After a strong start to his third college football season, Kansas University junior Victor Simmons finally will get his shot at a welcome-to-the-big-time moment when the Jayhawks (2-1) play host to No. 20 Texas Tech (4-0) at 11 a.m. today.
Simmons, a nickel back from Olathe who is starting regularly for the first time in his career, will be responsible for covering Texas Tech tight end Jace Amaro, a 6-foot-5, 260-pound mountain of a man who runs like he’s returning kicks and beats up opponents like Sasquatch in those beef jerky commercials.
KU coach Charlie Weis called Amaro the Red Raiders’ “go-to guy” and said the junior from San Antonio is as big a match-up nightmare as anybody in the country.
“They list him as a tight end,” Weis said. “(But) he might line up as a tight end about three times a game. He’s flexed almost all the time. He’s a big man. He plays inside. He’s got 29 catches for 370 yards already. He’s got good hands. He runs good routes. … The question is, do you put a linebacker on him, do you put a safety on him, do you put a defensive back on him?”
It’s possible Kansas might try all three methods before today’s game is finished. But the Jayhawks figure to start with Simmons, who, as a former high school quarterback and safety, is fast enough to keep up and, at 6-2 and 220 pounds of pure muscle, physical enough to hang in there.
“He’s a specimen,” junior safety Cassius Sendish said of secondary-mate Simmons. “And this is a good opportunity for Victor to showcase his skills. He’s just as physical as he is agile, and I’m looking forward to what he puts out there on Saturday.”
So is Simmons, who just last year had fallen off of KU’s depth chart completely and was spending most of his time playing linebacker for KU’s scout-team defense. That change came after a few minutes in the spotlight during his freshman season, when he enjoyed moments where he outplayed his experience and appeared well on his way to becoming KU’s next strong safety. Despite the ups and downs, Simmons said he’s glad things have played out the way they have for him so far at Kansas. That’s partly because it forced him to mature and look deep within himself to become the player he wanted to become and partly because the time at both safety and linebacker allowed him to take quickly to the idea of playing nickel back or, as he calls it, “safety-linebacker.”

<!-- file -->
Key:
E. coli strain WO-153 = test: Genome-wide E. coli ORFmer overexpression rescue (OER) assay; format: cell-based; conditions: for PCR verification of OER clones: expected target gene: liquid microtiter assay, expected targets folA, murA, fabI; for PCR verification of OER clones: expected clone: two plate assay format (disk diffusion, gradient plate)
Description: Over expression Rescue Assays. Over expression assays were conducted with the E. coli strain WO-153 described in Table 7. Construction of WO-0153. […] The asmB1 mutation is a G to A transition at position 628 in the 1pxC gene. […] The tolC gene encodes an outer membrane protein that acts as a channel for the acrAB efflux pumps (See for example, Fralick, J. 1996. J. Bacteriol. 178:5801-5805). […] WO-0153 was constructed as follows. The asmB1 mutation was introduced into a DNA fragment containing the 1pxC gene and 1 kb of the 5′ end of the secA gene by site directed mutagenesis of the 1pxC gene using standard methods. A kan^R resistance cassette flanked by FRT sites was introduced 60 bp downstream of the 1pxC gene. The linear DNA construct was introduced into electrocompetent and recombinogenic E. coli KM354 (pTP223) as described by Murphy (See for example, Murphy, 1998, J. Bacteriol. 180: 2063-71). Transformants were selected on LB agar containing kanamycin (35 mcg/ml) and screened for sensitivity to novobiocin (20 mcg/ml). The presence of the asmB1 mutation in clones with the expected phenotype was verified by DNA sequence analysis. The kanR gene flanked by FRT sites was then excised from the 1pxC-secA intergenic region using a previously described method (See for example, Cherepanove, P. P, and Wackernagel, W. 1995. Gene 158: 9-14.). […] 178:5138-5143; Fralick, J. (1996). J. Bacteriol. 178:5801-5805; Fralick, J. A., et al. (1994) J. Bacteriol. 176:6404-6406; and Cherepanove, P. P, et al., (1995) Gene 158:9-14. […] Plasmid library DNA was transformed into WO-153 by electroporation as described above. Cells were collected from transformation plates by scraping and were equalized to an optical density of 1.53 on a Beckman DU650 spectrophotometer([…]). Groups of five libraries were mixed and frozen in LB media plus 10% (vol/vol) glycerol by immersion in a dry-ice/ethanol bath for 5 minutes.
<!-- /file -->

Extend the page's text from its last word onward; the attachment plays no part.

“It’s probably the only roller coaster I’ll ever ride,” said Simmons, who admitted he’s not a fan of the popular amusement-park attractions. “But I think a light came on for me. Something snapped. I understood the game more, and that really just led into the physical part. I’ve always been able to run, so once I figured out where I’m going it was easy from there.”
Entering KU’s Big 12 opener, Simmons ranks second on KU’s defense with 22 tackles and also has three tackles for loss, one sack and one pass break-up. While those numbers have Simmons feeling like he finally belongs, he knows that limiting Amaro today will be as big of a challenge as he has ever faced.
“He’s a good player all the way around,” Simmons said. “So it’s gonna take good execution to keep him under wraps. I’m pretty excited. It’s a new challenge. I’m gonna do my best to execute my assignment, and I should have a good game.”
Asked if he planned to rely more on his wheels or muscle to neutralize Amaro, Simmons grinned and gave the only answer he could stand behind.
“I’m gonna have to say both,” he said. “With a guy that’s 6-5 and 260 that can run, it’s gonna take both.”
To help prepare him for his biggest challenge to date, Simmons leaned on KU freshmen Ben Johnson (6-5, 235) and Jordan Shelley-Smith (6-5, 245) during practice this week.
“We have a couple freshmen tight ends who are pretty big themselves, and they run pretty well,” Simmons said. “So they’re doing a good job of giving me a look.”
Preparing for Amaro’s size and speed is one thing, but Weis said the monster playmaker’s unique ability to combine his raw power with good feet, great hands and even a little finesse might be the most difficult aspect of the match-up. Combine that with the fact that the Red Raiders play as fast as possible on offense, and it makes Simmons all the more important.
“You better have a plan going in,” Weis said. “Because with the tempo they play at, you don’t have a lot of time during a series to make massive personnel adjustments. You’d like to think that with (Simmons’) physicality and girth we have a chance right off the bat with somebody who shouldn’t be grossly mismatched.”